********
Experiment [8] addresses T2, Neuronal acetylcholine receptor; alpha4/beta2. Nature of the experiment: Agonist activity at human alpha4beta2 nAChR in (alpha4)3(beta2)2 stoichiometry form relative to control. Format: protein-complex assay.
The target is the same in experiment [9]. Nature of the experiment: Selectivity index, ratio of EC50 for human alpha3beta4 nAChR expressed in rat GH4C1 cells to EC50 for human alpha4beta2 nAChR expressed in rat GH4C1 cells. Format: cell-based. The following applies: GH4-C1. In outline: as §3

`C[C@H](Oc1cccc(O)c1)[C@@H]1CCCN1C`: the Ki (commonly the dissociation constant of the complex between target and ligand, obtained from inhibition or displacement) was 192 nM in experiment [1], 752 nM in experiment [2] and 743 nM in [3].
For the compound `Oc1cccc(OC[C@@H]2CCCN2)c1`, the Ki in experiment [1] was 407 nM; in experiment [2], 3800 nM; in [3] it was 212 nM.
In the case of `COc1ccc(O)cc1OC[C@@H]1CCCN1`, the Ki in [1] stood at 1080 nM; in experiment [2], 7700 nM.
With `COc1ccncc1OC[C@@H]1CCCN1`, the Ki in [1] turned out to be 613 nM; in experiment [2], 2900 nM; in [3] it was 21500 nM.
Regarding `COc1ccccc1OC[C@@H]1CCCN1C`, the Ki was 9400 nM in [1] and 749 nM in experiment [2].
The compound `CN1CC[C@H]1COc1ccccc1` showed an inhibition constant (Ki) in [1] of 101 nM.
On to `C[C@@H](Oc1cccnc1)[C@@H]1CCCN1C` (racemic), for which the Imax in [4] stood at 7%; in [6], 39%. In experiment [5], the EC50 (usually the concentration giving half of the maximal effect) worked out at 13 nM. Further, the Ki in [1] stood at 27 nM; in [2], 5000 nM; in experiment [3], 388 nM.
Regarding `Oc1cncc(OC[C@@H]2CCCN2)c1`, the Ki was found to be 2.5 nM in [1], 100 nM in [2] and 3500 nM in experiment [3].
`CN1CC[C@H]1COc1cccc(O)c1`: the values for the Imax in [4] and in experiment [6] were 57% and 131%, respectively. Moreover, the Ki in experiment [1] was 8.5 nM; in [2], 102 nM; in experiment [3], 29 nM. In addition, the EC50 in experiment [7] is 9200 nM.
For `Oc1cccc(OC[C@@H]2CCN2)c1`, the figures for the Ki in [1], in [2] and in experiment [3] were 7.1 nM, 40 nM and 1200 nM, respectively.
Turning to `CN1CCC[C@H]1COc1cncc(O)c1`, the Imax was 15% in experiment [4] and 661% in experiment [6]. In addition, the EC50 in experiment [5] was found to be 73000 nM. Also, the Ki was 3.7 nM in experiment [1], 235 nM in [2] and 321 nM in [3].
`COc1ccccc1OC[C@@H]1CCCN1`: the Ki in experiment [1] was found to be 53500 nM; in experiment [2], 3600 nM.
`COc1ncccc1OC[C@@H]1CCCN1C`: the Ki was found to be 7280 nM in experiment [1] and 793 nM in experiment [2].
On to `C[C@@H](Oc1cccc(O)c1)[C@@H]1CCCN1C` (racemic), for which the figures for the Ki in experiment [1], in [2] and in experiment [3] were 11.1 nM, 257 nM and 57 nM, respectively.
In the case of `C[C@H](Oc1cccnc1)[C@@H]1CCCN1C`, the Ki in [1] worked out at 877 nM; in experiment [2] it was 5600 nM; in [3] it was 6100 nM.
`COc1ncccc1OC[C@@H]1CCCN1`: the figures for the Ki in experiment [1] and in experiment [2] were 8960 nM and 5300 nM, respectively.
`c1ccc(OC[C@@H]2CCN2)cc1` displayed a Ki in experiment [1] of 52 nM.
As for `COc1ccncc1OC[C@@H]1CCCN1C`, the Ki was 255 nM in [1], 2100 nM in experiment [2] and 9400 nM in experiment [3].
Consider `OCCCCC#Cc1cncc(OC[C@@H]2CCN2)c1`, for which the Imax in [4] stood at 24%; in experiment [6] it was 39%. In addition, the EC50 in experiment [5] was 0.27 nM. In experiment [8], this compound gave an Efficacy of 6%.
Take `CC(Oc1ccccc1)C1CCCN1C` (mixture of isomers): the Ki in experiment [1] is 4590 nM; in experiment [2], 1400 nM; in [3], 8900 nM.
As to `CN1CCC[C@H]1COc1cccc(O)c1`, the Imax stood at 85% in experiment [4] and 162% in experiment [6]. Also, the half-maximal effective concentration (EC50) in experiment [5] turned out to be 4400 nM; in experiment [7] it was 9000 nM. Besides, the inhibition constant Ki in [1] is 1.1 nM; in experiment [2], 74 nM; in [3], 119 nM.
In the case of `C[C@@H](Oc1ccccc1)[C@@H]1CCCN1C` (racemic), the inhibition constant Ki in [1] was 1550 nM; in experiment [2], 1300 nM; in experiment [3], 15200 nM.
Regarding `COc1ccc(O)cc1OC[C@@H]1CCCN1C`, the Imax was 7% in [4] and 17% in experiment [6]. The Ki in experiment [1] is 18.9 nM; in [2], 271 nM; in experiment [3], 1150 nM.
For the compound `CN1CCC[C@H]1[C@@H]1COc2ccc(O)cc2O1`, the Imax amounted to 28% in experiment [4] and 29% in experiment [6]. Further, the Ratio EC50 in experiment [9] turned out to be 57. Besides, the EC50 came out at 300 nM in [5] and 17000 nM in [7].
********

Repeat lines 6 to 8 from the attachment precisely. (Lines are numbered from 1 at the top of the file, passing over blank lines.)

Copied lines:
With `COc1ccncc1OC[C@@H]1CCCN1`, the Ki in [1] turned out to be 613 nM; in experiment [2], 2900 nM; in [3] it was 21500 nM.
Regarding `COc1ccccc1OC[C@@H]1CCCN1C`, the Ki was 9400 nM in [1] and 749 nM in experiment [2].
The compound `CN1CC[C@H]1COc1ccccc1` showed an inhibition constant (Ki) in [1] of 101 nM.